Imagine Larry, the owner of a small landscaping service, has four people working on his crew. They pick up supplies, deliver them to project sites, and haul all their equipment in a trailer pulled by Larry’s personal truck. Larry usually drives the truck himself, but sometimes he sends one of his employees out to run errands while he stays and works on the job.
As a small business owner, when Larry started using his personal truck for work, he understandably worried about what an auto accident would do to his landscaping company in terms of damage to his vehicle or injury to his crew. He also knew that if he or any of his employees were held liable for an accident, that liability could undermine everything he’s worked so hard for.
In this scenario, commercial auto insurance is what Larry needs to safeguard his greatest assets.
What about your small business? Do you or your team regularly need to transport yourselves, your goods, or your services in the normal course of business? You might need to consider commercial auto coverage.
Read on to learn what a commercial auto policy looks like, and what’s covered under its terms.
Commercial auto insurance is a type of business insurance that covers any cars, trucks, vans, or other vehicles used for conducting business.
This insurance provides additional coverage for situations and use cases that personal auto insurance policies don’t cover, such as when someone other than the vehicle owner drives said vehicle.
Do you own, lease, hire, or use vehicles for any business purposes? It’s recommended that you at least carry commercial liability insurance.
Liability insurance covers bodily injury to other parties involved in the accident, as well as property damage to any other vehicles if you or your employees are found to be at fault.
The bodily injury portion of the policy pays the injured parties’ medical expenses and lost wages, as well as your legal expenses should you find yourself in a lawsuit as a result of the accident.
However, a liability policy alone won’t protect you if you’re the victim of someone else’s mistakes or carelessness. And it won’t cover your own bodily injuries or property damage if you’re at fault, so it’s the absolute minimum coverage you should get.
A collision is likely the first thing you’ll think of when considering the need for auto insurance.
Commercial collision insurance pays for damage to your business vehicles, regardless of fault. It also pays if you hit another vehicle, if another vehicle or object hits you, or your vehicle rolls over for any reason.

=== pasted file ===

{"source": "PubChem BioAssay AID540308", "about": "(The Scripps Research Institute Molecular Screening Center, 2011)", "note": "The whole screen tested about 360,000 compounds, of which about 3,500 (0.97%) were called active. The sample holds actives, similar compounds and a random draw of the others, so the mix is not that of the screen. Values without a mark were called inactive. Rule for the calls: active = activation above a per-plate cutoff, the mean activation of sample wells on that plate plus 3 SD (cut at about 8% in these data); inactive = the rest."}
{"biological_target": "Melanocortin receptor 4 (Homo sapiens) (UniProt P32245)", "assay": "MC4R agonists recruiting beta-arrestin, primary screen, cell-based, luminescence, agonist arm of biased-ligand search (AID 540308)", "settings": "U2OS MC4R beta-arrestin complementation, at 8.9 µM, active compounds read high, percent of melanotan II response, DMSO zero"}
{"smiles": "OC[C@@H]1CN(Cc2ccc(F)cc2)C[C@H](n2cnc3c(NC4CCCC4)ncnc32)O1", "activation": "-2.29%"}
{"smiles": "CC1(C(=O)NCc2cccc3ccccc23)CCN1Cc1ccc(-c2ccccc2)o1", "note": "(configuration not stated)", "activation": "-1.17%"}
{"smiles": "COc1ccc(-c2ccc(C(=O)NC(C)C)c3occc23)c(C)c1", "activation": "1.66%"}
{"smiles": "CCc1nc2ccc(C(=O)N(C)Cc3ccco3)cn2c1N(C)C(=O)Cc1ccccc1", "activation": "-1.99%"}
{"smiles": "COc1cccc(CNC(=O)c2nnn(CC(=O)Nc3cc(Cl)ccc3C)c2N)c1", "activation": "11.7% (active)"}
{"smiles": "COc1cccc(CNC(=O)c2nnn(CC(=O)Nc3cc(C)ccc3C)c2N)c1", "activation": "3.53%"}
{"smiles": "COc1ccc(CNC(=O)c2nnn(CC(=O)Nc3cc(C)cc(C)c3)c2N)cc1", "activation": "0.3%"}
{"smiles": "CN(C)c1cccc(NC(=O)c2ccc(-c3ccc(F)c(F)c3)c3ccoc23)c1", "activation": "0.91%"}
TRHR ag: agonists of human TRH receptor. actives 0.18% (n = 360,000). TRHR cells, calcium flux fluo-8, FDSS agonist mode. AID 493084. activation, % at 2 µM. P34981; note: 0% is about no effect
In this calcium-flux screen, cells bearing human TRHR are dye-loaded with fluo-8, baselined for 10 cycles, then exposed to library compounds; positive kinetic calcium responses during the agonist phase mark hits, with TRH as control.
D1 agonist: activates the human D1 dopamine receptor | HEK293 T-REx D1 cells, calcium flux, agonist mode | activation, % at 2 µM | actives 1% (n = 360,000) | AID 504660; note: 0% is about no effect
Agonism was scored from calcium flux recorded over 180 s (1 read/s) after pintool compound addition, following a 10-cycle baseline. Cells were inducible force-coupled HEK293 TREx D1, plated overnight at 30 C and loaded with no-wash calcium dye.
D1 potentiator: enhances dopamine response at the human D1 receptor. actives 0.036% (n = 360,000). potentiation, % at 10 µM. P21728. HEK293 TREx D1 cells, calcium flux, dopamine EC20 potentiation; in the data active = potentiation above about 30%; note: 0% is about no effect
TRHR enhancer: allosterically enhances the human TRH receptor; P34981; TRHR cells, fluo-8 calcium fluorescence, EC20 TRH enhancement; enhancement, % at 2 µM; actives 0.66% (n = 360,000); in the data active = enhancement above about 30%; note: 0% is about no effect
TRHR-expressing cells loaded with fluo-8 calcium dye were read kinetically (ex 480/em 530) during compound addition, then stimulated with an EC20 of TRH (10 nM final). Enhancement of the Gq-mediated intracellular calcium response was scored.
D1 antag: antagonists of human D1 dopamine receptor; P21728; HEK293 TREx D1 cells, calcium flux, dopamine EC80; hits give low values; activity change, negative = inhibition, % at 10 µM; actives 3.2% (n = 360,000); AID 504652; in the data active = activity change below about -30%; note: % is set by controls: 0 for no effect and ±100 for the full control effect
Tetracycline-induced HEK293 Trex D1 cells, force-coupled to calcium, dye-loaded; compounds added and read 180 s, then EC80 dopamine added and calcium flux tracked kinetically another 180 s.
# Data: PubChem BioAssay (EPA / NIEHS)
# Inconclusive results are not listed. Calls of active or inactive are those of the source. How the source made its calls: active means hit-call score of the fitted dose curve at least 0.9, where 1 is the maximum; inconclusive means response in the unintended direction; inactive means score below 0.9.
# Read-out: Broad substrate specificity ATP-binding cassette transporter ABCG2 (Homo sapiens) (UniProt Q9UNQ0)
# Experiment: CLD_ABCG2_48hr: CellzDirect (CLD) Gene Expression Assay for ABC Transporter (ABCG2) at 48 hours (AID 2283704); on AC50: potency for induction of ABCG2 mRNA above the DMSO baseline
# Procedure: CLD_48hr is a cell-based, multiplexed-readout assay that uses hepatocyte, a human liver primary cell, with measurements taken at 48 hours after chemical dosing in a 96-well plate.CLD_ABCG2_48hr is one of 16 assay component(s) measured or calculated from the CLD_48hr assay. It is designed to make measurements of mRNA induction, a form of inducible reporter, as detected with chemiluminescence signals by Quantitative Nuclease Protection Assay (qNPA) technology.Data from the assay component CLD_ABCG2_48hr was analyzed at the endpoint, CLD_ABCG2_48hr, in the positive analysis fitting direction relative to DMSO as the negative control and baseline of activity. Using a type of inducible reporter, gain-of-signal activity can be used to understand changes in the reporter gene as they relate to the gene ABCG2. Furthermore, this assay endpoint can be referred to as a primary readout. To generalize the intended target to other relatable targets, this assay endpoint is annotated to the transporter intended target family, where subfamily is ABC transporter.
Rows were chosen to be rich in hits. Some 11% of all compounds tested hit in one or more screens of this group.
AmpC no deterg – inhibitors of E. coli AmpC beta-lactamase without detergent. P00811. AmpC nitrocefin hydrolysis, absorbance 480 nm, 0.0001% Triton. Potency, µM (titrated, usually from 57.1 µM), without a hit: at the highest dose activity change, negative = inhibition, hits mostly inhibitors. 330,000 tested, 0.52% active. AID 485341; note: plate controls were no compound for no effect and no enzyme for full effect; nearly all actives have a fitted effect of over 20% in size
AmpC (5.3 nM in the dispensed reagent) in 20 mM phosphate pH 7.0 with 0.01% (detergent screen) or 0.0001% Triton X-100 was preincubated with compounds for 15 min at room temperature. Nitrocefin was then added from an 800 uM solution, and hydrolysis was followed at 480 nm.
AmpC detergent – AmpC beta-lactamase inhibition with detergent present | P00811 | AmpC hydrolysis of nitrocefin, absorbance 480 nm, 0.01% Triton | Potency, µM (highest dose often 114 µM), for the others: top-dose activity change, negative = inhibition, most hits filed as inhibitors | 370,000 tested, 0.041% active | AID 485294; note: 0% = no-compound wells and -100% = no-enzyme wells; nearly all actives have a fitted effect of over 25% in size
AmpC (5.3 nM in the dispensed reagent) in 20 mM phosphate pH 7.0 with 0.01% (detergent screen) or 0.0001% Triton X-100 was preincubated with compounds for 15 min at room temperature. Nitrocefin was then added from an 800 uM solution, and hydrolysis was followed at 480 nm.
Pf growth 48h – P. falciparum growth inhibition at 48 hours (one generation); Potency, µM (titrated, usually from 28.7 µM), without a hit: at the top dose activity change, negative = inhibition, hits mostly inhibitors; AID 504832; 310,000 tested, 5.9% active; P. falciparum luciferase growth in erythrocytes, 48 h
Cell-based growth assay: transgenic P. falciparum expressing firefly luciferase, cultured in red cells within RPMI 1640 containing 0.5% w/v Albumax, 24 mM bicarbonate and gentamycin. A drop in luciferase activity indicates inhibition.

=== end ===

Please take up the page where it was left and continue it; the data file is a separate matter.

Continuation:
In terms of frequency, collision claims are the most common, averaging 5.8 claims per 100 car years.
Comprehensive physical damage refers to vehicular damage due to causes other than a collision. For instance, your automobile might fall victim to:
A comprehensive commercial auto insurance policy should cover all such cases.
Unfortunately, in the event of an accident, vehicles aren’t the only things that can be damaged or injured.
Your employees are your greatest asset and their health and wellbeing are important. After all, vehicles can be repaired or replaced far more easily than people. For that reason, make sure you have a commercial auto policy that covers medical expenses including:
When an accident occurs, the person at fault (or rather, their insurance carrier) typically is responsible for paying for all damages.
Although all but two states require drivers to carry car insurance, it unfortunately doesn’t mean all drivers do. In the event your commercial vehicle is struck by an uninsured or underinsured motorist, a full commercial auto policy will cover you. Your carrier will step in where negligent parties fall short and cover the bases.
Most commercial auto insurance policies provide coverage in the areas mentioned above: 1) liability damages, 2) collision damages, 3) comprehensive physical damages, 4) medical expenses, and 5) uninsured or underinsured motorists.
However, some carriers also allow you to customize your commercial auto policy with coverages such as:
You might not think you need a commercial auto insurance policy if you’re not in a field that uses commercial fleets. However, many common business activities—from simply driving to meet clients to driving to locations for on-site work—constitutes commercial use of a vehicle.
A few instances when you need commercial auto insurance include:
Operating a vehicle for your business comes with risks. Even the safest driver can find themselves in circumstances out of their control, and no one wants to be stuck paying the cost of repairs out of their own pocket.
Luckily, commercial auto insurance can help you – just like it did for Larry and his landscaping service – avoid expensive repairs and keep the business running smoothly.